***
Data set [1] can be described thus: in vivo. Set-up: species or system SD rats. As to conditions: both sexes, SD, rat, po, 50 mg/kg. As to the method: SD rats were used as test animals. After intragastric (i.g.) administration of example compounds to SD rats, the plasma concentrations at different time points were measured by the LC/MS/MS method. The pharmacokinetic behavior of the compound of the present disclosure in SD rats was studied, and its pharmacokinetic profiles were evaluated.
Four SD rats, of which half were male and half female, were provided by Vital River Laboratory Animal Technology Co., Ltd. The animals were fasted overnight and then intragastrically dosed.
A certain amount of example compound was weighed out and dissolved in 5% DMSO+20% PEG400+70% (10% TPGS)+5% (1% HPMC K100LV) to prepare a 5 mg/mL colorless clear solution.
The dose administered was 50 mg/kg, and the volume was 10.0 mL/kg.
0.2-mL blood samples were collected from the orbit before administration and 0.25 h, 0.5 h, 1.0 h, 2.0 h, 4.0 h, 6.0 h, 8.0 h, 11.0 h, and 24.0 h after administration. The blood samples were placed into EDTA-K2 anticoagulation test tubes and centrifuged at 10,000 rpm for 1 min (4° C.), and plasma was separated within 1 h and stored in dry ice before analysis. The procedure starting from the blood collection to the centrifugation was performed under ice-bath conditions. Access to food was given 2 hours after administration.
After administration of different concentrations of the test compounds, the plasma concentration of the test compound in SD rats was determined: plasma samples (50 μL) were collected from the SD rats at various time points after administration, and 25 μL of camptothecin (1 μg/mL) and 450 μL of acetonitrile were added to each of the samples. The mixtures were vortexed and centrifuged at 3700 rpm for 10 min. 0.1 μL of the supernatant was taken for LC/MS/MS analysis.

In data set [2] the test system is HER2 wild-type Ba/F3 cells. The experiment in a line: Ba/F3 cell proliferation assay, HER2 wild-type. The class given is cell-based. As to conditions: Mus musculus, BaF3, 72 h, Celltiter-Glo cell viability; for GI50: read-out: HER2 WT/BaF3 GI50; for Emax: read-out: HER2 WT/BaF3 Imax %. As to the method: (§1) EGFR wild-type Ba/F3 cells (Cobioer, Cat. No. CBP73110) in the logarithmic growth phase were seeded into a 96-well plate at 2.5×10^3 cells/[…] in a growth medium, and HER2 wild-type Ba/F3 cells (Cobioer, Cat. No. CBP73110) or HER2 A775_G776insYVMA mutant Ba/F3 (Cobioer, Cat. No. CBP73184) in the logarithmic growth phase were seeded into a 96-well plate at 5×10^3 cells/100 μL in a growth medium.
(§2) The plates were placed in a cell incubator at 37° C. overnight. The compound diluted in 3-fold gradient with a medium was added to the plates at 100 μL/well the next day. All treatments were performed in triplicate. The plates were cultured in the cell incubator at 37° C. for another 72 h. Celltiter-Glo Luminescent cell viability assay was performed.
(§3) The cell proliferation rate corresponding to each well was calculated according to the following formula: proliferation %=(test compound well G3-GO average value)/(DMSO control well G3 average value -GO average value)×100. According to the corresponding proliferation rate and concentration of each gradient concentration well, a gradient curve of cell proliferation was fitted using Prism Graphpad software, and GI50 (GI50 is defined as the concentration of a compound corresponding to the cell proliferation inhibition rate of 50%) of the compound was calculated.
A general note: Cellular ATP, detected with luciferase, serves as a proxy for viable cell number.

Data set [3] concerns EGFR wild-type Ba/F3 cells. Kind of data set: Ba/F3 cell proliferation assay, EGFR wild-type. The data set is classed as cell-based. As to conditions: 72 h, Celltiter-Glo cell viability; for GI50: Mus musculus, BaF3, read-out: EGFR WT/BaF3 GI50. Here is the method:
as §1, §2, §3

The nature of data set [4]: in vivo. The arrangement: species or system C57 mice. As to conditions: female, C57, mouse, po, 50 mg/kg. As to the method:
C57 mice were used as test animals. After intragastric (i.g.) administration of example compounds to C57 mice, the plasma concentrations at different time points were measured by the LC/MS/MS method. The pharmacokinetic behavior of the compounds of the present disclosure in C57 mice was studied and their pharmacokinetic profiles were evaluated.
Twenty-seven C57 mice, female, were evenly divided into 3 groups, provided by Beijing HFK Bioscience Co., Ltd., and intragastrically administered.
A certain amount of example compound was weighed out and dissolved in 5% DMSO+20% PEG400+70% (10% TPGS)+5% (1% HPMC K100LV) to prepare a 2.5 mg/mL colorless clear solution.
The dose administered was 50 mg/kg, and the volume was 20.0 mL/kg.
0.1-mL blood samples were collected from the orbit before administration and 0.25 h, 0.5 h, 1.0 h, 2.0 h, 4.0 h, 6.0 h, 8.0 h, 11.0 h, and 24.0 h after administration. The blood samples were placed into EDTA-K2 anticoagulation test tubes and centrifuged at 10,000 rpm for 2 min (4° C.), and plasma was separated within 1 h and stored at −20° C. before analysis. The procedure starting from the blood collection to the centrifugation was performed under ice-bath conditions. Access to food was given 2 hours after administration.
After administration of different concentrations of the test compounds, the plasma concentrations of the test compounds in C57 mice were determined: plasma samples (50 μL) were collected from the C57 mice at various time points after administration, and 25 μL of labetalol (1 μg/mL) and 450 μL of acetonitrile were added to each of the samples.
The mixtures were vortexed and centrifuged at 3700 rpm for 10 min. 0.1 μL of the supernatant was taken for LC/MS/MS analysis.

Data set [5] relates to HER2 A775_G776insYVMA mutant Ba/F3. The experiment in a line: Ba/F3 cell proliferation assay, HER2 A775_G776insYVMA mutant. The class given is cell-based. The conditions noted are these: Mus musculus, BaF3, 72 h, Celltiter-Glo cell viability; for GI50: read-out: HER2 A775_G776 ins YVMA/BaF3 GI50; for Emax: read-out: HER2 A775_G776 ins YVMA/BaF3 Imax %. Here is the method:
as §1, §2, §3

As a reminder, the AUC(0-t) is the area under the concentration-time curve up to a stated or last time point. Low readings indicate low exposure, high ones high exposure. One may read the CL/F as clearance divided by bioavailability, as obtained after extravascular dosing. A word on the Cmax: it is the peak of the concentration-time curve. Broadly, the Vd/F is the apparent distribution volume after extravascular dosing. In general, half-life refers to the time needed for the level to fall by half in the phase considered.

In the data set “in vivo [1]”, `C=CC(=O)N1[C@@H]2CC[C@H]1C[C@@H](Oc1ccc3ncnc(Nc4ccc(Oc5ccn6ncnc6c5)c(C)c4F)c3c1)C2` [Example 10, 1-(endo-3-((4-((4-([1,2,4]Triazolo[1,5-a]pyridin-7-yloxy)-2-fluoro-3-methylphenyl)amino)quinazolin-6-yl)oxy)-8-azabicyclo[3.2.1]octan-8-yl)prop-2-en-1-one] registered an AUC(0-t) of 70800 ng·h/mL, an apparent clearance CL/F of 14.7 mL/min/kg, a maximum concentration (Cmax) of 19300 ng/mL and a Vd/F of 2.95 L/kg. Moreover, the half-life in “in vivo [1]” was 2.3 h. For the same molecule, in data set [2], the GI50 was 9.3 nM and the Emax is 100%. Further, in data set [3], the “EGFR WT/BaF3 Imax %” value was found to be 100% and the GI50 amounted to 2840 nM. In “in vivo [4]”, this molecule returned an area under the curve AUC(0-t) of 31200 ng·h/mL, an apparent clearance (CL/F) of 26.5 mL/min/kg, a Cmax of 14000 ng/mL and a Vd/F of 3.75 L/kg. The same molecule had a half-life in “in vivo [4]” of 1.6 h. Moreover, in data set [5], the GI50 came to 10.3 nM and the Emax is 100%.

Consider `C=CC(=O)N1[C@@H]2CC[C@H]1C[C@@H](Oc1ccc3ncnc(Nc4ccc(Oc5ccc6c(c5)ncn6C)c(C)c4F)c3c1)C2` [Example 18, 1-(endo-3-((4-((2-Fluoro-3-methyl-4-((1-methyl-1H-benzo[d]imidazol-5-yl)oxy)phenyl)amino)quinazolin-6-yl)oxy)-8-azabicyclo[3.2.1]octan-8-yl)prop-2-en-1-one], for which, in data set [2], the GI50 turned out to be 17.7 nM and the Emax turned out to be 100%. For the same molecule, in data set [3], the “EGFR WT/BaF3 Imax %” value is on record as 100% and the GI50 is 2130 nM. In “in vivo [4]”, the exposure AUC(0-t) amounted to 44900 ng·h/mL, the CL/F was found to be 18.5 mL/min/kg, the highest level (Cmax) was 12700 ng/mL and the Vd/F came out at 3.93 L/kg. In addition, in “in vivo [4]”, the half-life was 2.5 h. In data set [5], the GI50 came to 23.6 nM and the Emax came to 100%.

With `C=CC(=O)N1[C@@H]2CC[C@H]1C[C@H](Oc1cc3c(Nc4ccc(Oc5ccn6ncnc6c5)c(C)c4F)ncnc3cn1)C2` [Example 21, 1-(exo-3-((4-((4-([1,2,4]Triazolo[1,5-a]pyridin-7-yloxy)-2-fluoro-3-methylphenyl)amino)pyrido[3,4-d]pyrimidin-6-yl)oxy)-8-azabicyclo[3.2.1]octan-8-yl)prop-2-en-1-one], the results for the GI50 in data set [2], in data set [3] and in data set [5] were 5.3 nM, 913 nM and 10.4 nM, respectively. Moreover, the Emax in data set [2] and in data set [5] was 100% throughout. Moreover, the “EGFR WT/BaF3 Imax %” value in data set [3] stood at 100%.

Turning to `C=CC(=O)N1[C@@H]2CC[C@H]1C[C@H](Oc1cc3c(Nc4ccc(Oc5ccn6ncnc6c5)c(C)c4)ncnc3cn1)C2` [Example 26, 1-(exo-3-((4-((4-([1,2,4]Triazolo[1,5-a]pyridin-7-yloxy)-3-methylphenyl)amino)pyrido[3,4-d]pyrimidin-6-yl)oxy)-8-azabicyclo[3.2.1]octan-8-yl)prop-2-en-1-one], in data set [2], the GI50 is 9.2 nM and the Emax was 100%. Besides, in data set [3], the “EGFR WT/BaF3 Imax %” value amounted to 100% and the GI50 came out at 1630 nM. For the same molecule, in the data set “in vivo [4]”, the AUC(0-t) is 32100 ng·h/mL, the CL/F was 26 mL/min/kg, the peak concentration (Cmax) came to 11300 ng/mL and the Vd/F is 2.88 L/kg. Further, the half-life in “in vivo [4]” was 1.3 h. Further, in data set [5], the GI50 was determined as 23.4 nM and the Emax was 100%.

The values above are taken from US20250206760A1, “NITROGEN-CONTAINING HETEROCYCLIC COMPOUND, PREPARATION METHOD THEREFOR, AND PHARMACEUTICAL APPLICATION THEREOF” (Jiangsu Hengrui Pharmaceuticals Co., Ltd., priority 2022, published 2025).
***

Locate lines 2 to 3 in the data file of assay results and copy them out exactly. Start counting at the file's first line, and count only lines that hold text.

Four SD rats, of which half were male and half female, were provided by Vital River Laboratory Animal Technology Co., Ltd. The animals were fasted overnight and then intragastrically dosed.
A certain amount of example compound was weighed out and dissolved in 5% DMSO+20% PEG400+70% (10% TPGS)+5% (1% HPMC K100LV) to prepare a 5 mg/mL colorless clear solution.